Tessera’s Top Five Posts from 2014

First off…

Happy New Year!

I’m going to assume you all are recovering from last night’s festivities, so today’s post is a simple one. Let’s look back into the Tessera archives and reminisce, shall we? Here are the top 5 posts (by views) from 2014.

5. Taking a Stab at Marvel Movies by John McGuire

It’s not surprising this made the cut. Marvel is huge. Marvel is everywhere.

4. Forget Me Not by John McGuire

Writing – Where do writers get all those ideas? Another post by John McGuire!

3. Ten Questions for Humanity by J Edward Neill 

Neill gets philosophical in this popular post from just a couple weeks ago.

2. Monsters, Magic and Moonlight by Amanda Makepeace

That’s me! This was my pre-Halloween post on spooky art through the ages.

1. My Top Six Videos Games of All Time by J Edward Neill

Yes, on a website of writers and artists, our top post of 2014 is about video games. This post sparked us all to write up our own top six video games.


Here’s to a fantastic 2015!

Notes from my Nightstand

If you read my post last week, you know I have full schedule at the moment. Even so, I find time to read. Reading is my pre-sleep ritual. It’s how I wind down. Here’s what I’ve read over the last couple months and also what I’m reading now.


The Martian by Andy WeirThe Martian by Andy Weir (Kindle)

Six days ago, astronaut Mark Watney became one of the first men to walk on the surface of Mars. Now, he’s sure he’ll be the first man to die there.

The astronomy lover in me and young girl who grew up with a NASA cousin devoured this book. I can’t recall the last science rich novel I read. It was a treat! The Martian wasn’t all science though. There was plenty of tension, but Watney’s humor helped keep things balanced. The ending may not have been much of a surprise, but I was still gripping my Kindle till the end.

The book is already being adapted for film. Matt Damon is playing Watney. I’m not so keen on this choice and now that I’ve read the book, I’m not sure I even have a desire to see it as a movie. I already know what’s going to happen!

The Genome by Sergei LukyanekoThe Genome by Sergei Lukyanenko (Kindle eARC)

Five months after the horrific accident that left him near death and worried that he’d never fly again, master-pilot Alex Romanov lands a new job: captaining the sleek passenger vessel Mirror.  Alex is a spesh—a human who has been genetically modified to perform particular tasks.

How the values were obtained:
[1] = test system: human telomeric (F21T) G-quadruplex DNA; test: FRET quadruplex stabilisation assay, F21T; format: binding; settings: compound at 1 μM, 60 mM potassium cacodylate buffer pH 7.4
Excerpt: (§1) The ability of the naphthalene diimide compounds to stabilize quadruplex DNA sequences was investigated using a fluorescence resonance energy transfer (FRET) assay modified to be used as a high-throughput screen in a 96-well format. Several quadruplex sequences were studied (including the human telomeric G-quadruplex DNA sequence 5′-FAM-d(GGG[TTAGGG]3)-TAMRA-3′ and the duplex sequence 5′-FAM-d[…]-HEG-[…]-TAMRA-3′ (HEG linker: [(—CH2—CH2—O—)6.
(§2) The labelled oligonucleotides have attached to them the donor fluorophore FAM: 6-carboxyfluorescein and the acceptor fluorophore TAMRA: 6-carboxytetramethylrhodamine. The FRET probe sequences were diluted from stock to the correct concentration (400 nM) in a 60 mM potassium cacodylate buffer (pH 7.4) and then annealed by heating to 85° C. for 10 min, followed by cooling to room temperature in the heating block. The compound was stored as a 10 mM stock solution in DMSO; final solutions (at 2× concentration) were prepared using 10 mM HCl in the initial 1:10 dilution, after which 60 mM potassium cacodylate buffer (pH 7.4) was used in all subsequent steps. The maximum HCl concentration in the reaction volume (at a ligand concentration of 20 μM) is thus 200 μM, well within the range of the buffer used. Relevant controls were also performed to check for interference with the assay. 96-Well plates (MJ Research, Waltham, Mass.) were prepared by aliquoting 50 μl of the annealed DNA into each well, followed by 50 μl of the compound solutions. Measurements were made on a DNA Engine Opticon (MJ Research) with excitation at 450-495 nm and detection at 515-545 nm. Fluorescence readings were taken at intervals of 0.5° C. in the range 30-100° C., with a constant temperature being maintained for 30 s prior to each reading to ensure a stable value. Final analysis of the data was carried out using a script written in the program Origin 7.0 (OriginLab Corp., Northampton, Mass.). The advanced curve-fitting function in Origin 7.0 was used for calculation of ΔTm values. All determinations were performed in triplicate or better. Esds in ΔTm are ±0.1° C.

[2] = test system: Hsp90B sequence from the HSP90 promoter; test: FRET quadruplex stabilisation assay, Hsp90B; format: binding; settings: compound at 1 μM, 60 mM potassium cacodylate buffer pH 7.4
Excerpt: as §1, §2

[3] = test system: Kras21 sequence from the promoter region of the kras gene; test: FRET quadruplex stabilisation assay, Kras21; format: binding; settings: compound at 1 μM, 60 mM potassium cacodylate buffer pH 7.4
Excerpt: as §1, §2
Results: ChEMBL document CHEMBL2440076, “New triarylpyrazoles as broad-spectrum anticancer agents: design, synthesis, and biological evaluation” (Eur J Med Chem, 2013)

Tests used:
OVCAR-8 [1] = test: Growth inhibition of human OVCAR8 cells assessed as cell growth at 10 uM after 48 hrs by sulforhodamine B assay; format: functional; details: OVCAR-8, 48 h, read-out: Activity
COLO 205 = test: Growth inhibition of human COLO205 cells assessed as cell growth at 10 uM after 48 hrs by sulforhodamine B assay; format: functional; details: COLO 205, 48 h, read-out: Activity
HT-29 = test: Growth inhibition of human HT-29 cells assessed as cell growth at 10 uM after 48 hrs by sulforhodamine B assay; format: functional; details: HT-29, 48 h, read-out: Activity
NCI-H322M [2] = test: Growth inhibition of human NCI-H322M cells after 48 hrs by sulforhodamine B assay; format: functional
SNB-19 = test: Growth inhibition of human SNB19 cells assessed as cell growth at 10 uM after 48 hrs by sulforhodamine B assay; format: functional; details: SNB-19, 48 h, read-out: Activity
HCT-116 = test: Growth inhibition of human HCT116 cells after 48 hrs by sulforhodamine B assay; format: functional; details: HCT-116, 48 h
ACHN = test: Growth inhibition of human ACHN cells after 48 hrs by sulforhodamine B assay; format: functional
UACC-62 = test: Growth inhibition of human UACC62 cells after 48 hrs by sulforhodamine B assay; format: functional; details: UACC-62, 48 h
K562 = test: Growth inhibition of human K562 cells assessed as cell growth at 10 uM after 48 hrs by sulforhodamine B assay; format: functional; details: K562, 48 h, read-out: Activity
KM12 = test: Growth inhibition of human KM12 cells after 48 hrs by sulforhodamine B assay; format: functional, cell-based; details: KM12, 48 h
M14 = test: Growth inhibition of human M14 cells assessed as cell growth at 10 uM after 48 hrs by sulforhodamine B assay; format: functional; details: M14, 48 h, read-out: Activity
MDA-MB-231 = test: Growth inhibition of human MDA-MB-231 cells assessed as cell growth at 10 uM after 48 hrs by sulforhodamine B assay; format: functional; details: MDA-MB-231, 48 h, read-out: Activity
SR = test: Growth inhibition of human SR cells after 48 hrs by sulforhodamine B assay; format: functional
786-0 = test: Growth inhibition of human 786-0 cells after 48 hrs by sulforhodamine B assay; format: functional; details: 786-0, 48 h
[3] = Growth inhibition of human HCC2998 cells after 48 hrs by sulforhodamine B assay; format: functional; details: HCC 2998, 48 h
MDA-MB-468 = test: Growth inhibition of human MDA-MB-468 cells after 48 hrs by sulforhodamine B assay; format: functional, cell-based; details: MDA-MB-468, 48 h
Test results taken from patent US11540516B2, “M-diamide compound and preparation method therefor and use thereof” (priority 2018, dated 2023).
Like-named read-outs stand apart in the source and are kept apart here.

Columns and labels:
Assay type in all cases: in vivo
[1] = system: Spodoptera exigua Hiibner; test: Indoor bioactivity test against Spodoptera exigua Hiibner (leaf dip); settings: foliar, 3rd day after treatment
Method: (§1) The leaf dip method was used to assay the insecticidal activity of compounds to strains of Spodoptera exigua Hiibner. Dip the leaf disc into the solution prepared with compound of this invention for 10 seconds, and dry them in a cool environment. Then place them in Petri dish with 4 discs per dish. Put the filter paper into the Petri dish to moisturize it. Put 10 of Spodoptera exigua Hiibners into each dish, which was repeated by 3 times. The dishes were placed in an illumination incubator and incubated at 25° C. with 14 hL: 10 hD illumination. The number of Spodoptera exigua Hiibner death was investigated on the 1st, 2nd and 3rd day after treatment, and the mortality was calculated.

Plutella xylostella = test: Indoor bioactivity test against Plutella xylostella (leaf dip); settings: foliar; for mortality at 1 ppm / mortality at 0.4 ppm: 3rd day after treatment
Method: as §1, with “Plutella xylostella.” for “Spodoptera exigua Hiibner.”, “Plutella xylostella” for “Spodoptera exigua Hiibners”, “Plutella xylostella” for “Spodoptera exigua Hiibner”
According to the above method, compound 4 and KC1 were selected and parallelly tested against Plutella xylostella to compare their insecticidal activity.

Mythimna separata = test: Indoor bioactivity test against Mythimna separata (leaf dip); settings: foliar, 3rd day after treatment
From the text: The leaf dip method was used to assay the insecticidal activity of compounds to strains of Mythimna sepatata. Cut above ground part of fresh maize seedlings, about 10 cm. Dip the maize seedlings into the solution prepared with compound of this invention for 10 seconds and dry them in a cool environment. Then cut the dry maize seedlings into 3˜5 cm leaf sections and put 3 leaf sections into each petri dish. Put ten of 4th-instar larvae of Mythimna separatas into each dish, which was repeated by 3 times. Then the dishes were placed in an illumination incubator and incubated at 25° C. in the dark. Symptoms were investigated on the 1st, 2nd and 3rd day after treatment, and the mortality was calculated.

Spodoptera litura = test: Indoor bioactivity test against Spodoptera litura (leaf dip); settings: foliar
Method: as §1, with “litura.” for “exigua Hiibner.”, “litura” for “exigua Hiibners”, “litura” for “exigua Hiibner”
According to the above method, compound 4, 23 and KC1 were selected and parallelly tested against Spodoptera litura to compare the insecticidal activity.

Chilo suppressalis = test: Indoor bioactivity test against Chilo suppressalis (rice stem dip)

More Science Fiction! This time from one of my favorite authors, Sergei Lukyanenko, author of the Night Watch series. The Genome was not what I expected but I still enjoyed the story. Reading translated works is sometimes a challenge. Translations can alter the original flow of a sentence or a scene, but I was able to overlook that here. What I enjoy most from Lukyanenko’s novels are his characters. The Genome is a quicky SciFi novel that weaves a galactic mystery (there’s a Sherlock Holmes spesh!).


What to read next… I’m never without options on my Kindle or even the bookshelves in my room. The top three books in my Kindle are: Beyond the Gate (featuring a story by Tessera’s John R McGuire), Engraved on the Eye by Saldin Ahmed, and The Imago Sequence by Laird Barron. All of these are short story collections.


My current pull list at my local comic shop features:


 Art Related

Fantasy IllustratorI always have art related reading materials close at hand, though they are not usually my first choice for bedtime reading. My newest purchase is the latest installment of Fantasy Illustrator from ImagineFX. This is the traditional media edition (pencil, oils, acrylics and more). I have never bought an issue of ImagineFX that didn’t teach me something. These magazines are worth every bit of that $17.99 (and more for the big issues).

Comics on my Nightstand

ComicsI read comics. They are the best of both worlds–art and story–but I wouldn’t say I’m a collector. I just like to read comics, both digital and paper. If I like a comic enough I’ll buy both. For example, when I began reading The Walking Dead the series was already in the 70’s. I was reading from the hard back books. Now I read the single issues via Comixology but I still buy those hardback books when they release. It’s my system. Don’t question it. This past weekend I went through all the comics on my nightstand because the stack had become a beast. I cut the pile in half, keeping what I still hadn’t read (plus the other issues in a series–sometimes I look back to recall little details).

~ A few things to note ~

Marvel: I’m a Marvel fan. More than half the comics I sorted through were Marvel comics. That shouldn’t be any big surprise considering where my loyalties lie. (Did you catch the pun there?) However, I’m not one of those Marvel vs. D.C. fans. Read more